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Morus nigra Chelsea

Mulberry

Amazingly delicious fruit

Ancient Mulberry trees are often seen in the gardens of stately homes but they are very easy to grow and will fruit within a few years of planting. The clusters of blackberry-like fruits are seen in late summer and can be used for a wide variety of dishes and drinks. Large leaves change colour to bright golden-yellow before falling in autumn. 

Where?

Make this slow growing beauty a focal point in a sunny spot. Happy in most soils as long as they are not too wet through the winter. 

How?

Dig a hole that is at least twice the size of the existing container and add well rotted manure to the soil. Don't forget to stake your tree until it has established.  

The late Robert Garner named this Black Mulberry variety 'Chelsea' after rescuing the original plant, reputedly planted by King James, from the Chelsea Physic Garden when it was damaged by bombs during WWII

Plant details


In depth plant information

Property Value
Plant type Ornamental tree, Fruit tree
Flower colour
Foliage colour
Typically available February - December
Season of interest Summer
Flowering May - June
Evergreen No
Plant height 300 cm - 400 cm
Plant width 150 cm - 220 cm
Fragrant flowers No
Attracts bees No
Attracts butterflies No
Plant height in 5 years 200 cm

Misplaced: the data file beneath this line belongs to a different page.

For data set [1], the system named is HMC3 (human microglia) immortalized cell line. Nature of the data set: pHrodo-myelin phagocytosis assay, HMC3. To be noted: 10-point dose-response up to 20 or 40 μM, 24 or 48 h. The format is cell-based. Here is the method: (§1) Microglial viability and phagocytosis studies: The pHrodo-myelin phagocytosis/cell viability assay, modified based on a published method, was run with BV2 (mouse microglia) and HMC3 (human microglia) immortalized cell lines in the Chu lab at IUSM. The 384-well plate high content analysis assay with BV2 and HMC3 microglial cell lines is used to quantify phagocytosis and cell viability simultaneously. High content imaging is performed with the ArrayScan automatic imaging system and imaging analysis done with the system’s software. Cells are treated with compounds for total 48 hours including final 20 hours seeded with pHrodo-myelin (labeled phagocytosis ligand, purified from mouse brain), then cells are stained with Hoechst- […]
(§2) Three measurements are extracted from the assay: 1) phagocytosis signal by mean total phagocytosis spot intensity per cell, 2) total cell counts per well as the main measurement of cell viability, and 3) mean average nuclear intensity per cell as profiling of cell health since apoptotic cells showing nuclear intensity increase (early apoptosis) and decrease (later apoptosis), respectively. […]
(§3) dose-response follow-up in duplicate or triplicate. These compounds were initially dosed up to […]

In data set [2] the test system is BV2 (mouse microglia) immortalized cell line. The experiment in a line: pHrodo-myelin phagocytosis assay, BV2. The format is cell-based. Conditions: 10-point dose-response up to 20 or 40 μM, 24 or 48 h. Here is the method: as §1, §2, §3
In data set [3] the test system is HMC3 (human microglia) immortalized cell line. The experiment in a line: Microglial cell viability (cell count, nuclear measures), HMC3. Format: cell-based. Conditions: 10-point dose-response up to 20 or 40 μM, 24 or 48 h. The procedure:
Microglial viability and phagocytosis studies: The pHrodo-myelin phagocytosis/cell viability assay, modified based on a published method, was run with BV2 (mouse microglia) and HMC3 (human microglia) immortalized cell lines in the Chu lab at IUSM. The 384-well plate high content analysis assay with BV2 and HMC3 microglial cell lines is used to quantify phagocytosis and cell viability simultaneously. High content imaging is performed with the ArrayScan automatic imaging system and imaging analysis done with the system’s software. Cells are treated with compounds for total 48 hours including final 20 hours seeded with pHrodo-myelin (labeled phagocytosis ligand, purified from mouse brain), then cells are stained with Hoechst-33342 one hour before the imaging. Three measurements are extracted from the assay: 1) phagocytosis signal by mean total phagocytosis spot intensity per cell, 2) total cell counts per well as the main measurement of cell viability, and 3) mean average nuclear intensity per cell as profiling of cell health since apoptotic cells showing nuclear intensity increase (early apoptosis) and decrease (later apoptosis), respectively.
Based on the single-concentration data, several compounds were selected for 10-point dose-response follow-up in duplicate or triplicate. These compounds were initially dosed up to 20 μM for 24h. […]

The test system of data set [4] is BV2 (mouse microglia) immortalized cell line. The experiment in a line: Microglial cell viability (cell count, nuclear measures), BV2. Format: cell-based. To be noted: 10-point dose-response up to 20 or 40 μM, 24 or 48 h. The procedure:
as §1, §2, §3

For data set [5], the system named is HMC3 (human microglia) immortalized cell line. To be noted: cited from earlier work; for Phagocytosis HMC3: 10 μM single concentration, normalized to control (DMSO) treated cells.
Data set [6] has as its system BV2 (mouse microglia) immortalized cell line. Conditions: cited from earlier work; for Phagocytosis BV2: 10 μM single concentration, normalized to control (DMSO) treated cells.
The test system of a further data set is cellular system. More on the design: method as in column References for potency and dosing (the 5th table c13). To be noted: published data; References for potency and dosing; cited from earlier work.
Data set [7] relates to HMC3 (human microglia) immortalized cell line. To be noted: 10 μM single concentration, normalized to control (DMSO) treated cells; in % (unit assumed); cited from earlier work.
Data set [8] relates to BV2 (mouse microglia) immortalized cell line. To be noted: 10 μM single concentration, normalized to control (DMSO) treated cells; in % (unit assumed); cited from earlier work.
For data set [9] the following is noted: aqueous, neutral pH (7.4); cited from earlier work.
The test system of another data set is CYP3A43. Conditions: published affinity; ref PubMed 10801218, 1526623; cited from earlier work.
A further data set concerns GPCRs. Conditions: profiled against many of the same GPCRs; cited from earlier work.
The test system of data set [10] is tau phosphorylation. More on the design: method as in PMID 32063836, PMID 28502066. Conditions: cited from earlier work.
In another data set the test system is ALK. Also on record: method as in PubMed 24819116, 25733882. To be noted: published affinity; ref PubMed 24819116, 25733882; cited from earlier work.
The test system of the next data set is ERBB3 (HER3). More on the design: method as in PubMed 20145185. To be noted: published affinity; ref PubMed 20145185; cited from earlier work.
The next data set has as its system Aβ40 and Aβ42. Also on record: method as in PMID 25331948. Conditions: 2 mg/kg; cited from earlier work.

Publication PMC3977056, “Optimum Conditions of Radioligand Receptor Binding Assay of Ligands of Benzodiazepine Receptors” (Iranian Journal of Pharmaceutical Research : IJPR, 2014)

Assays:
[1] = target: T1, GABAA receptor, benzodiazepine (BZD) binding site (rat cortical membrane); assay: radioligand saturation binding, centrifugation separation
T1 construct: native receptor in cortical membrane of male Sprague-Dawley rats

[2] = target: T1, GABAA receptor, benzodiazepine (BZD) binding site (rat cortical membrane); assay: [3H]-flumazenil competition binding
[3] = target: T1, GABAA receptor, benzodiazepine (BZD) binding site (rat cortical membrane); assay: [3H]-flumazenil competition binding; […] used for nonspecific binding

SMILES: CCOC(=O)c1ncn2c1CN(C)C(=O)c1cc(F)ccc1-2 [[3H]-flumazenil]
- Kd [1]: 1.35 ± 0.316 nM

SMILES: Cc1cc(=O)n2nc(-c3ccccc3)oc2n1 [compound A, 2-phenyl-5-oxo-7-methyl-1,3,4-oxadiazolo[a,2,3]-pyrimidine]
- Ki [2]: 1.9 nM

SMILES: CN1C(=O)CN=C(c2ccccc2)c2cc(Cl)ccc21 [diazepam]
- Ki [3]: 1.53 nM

Hardiness zone (?) H7

Will perform best in these conditions

Property Value
Soil type Chalk, Clay, Sand, Loam
Light exposure Full sun
Soil drainage Well drained, Moist
Planting instructions

Water the plant in its pot thoroughly before planting – give it a good soaking. Prepare the area by digging a hole twice the size of the pot. Dig compost into the base of the hole. Position the stake in the hole, on the side of the prevailing wind and drive it into the soil, to a depth of 60cm. The stake should be a third of the height of the tree, when planted. Remove the pot and position the plant in the hole close to the stake, with the rootball about level with the surrounding soil. Refill the planting hole with a mixture of garden soil and compost, firming as you go. Use two tree ties to secure the stem to the stake. Water in well and keep well watered during the plant's first year. Check ties regularly and adjust them as the tree grows.

Planting site Cottage garden, Informal garden

Additional Information for Fruit, Veg and Bulbs

Property Value
Fruiting June - August
Cropping July - August

Typically available

From February to December